There is so much mythology in our culture around work. One myth is that pay is commensurate with the amount of work a person does. Not true. I had jobs where I got paid what to me was a substantial salary and other jobs where I received a salary adequate for my lifestyle. I worked hardest in the lowest paying jobs: teaching. Though these jobs were under-resourced, I found the work more meaningful and more important than my (much) better paid jobs. Because so much of my time, my life, was spent at work, it seemed important to me to do work that felt important to me.

Today, The Seattle Times published syndicated columnist Gina Barreca’s opinion piece, “Trying to find your passion? Find a decent job instead.” She has a point, that passion’s roots are in sacrifice not selfish desire, but she misses the idea that the goal of work is…well, what is it? Improving people’s lives or the world, adding to the generosity of spirit in the world? Taking only photographs and leaving only footprints? Caring for our own health and the health of others as much as possible? Creating a better world for our young? Anyway, I would argue that the goal is not only or even primarily making money.

I am more of the mind of Civil Rights Leader Howard Thurman, who said, “Don’t ask yourself what the world needs; ask yourself what makes you come alive, and then go and do that. Because what the world needs is people who have come alive.” Where we mislead our young is where we suggest that such life necessarily includes a hearty paycheck.

Since my brain tumors, I have not worked for any paycheck at all, and so this means in this culture that I might choose not to work, not to contribute. As I work with elders in assisted living and supported living in their homes, I hear from others who no longer earn a living financially, and are seeking still to live meaningfully. Too many of them, like too many of us all, equate earning a living with earning money, and now that they don’t need to do that—and in many cases cannot—they are at a loss for what to do with themselves.

One woman with advanced dementia says to me every time I talk with her, “Tell me, do I matter?” When I tell her she does, that she makes my life better (and she does), she always continues, “Tell me how. I need to know.”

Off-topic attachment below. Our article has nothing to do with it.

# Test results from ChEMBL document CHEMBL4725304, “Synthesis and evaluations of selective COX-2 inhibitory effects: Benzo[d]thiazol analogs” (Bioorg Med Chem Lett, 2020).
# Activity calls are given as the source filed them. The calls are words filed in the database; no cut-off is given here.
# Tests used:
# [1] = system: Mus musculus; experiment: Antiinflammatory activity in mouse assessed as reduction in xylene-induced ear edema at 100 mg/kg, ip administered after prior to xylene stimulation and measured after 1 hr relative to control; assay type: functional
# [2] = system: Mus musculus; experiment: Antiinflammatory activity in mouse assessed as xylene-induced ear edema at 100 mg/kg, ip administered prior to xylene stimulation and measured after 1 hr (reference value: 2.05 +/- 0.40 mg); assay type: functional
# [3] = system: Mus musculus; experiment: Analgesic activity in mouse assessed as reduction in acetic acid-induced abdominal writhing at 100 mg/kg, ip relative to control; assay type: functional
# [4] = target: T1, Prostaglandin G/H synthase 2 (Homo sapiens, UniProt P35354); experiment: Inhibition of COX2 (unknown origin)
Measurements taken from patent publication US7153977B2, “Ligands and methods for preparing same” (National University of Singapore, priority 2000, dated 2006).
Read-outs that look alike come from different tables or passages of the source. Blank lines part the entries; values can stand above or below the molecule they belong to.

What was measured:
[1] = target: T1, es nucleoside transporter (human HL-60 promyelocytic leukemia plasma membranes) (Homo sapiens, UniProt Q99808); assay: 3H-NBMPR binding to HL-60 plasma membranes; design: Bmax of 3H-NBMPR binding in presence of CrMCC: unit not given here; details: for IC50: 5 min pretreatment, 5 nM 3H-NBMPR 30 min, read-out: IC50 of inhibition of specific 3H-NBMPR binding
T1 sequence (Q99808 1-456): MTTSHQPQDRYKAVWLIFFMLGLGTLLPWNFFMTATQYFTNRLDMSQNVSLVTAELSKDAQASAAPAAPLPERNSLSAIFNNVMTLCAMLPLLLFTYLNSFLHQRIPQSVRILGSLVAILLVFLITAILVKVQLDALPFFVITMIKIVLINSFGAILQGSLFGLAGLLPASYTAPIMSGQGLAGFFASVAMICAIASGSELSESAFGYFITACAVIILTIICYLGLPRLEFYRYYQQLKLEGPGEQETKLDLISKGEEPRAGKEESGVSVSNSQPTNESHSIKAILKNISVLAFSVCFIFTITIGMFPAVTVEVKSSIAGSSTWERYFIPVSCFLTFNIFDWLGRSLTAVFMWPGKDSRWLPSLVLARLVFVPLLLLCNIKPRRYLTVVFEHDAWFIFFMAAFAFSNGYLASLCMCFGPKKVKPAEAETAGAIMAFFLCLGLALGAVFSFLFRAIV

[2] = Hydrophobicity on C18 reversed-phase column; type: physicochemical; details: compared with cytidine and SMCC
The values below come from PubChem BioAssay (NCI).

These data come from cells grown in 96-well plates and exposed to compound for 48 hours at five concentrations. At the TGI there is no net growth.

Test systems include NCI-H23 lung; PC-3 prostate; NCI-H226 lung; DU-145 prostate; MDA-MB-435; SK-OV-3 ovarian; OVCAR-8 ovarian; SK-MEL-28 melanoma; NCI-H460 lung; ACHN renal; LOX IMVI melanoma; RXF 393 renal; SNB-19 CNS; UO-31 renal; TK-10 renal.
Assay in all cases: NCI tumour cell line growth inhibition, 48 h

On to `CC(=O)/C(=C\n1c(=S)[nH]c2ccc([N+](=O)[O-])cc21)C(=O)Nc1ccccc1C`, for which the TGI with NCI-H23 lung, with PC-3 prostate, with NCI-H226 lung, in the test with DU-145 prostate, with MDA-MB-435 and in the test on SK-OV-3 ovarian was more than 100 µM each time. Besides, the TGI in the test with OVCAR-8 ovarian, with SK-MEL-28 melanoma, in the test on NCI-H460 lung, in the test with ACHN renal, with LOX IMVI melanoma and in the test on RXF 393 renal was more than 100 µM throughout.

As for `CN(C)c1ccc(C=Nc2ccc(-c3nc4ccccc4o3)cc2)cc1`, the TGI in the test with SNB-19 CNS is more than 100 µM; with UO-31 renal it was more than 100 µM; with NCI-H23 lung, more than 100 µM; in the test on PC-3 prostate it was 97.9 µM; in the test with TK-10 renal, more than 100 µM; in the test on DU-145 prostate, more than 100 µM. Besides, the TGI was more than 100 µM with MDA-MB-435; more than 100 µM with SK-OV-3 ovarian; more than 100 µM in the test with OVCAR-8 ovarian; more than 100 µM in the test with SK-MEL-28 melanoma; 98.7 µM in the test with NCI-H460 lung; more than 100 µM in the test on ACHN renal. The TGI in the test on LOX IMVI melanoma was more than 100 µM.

Who are we and what value do we have when we no longer work, either by choice or necessity? This is a question I have been seeking to address in my own life since my brain tumors. And it is a question I see so many others who can no longer work asking. Do we matter?

At church yesterday, our pastor Ann challenged our congregation to “Labor for Love.” She challenged us to act in love. She never mentioned how much money we should make or give. This was not her point. Her point was that there is much work to do in the world and that we should get to it.

She included as part of the service a poem from Little Bit in the anthology Original Voices: Homeless and Previously Homeless Women’s Writings. The poem, titled “Life is..” begins by observing that life is “Movement” and continues with so many different ways and reasons for movement, ending with these lines:

But I think
that sometimes
it's okay to
just sit,
And remember

There it is again: purpose, meaning. Why are we moving? Why are we working?

I make no money now, and I am privileged to continue to be supported by savings, my partner, Social Security for people with Disabilities, and health insurance (though the provider has lots of incentives to try not to pay me, so they pay a third of my insurance to a lawyer who makes them pay me the rest: it’s ridiculous.)

I also continue to work in the world, although I can only work eight hours a week and am not financially compensated.

I lead poetry and narrative reading and writing with elders. I work to build community in my church. I work strategizing with other leaders at the University of Washington’s School of Social Work to include Disability Justice in its curriculum and its culture.

When I left my career in education because I could no longer do the work that my job required, my radiologist/oncologist discouraged me from going to graduate school to work on a Masters in Social Work. He said to me, ““You will probably not be successful in school. Even if you are, you will probably not be able to get a job.” (I believe he was trying to protect me from failure, but I was pissed.) He was thinking about a job. I was thinking about work. They’re not necessarily the same thing.

I am doing well in school, and as I approach graduation this December people keep asking me what I’ll do after graduation.
I begin with what seems obvious: “I will not get a regular job, not even a part time one.” And then I continue with the ways I hope to work in the world: “I’d like to support individuals or groups. I’d like to figure out how to use my experience in teaching and my passion for writing to serve others.” I’d like to help the world have more heart and soul. I’d like to connect with those the world races past, people who are aging or slow or dealing with poor health, addictions, trauma, and poverty. These people are worth noticing.

Like me.